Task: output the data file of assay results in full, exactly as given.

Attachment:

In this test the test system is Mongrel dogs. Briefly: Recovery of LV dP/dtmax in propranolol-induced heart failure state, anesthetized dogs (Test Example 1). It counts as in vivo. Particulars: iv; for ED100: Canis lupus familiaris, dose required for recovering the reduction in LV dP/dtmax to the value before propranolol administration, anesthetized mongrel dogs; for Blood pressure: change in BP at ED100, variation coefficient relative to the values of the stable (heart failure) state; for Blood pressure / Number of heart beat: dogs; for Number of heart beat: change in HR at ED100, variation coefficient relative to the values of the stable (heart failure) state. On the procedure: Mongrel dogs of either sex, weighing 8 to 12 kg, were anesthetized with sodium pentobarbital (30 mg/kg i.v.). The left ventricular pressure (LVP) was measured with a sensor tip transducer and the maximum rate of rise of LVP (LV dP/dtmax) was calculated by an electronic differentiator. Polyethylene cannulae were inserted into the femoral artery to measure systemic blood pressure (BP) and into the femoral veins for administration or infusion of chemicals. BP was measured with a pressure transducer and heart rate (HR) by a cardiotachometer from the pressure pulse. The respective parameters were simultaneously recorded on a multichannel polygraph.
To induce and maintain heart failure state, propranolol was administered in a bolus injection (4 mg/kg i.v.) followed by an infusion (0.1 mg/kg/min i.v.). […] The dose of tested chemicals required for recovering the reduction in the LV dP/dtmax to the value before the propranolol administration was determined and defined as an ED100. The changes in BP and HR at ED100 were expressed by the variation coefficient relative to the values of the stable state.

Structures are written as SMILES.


In this test the test system is Mongrel dogs. Briefly: Recovery of LV dP/dtmax in propranolol-induced heart failure state, anesthetized dogs (Test Example 1). It counts as in vivo. Particulars: iv; for ED100: Canis lupus familiaris, dose required for recovering the reduction in LV dP/dtmax to the value before propranolol administration, anesthetized mongrel dogs; for Blood pressure: change in BP at ED100, variation coefficient relative to the values of the stable (heart failure) state; for Blood pressure / Number of heart beat: dogs; for Number of heart beat: change in HR at ED100, variation coefficient relative to the values of the stable (heart failure) state. On the procedure: Mongrel dogs of either sex, weighing 8 to 12 kg, were anesthetized with sodium pentobarbital (30 mg/kg i.v.). The left ventricular pressure (LVP) was measured with a sensor tip transducer and the maximum rate of rise of LVP (LV dP/dtmax) was calculated by an electronic differentiator. Polyethylene cannulae were inserted into the femoral artery to measure systemic blood pressure (BP) and into the femoral veins for administration or infusion of chemicals. BP was measured with a pressure transducer and heart rate (HR) by a cardiotachometer from the pressure pulse. The respective parameters were simultaneously recorded on a multichannel polygraph.
To induce and maintain heart failure state, propranolol was administered in a bolus injection (4 mg/kg i.v.) followed by an infusion (0.1 mg/kg/min i.v.). […] The dose of tested chemicals required for recovering the reduction in the LV dP/dtmax to the value before the propranolol administration was determined and defined as an ED100. The changes in BP and HR at ED100 were expressed by the variation coefficient relative to the values of the stable state.

Structures are written as SMILES.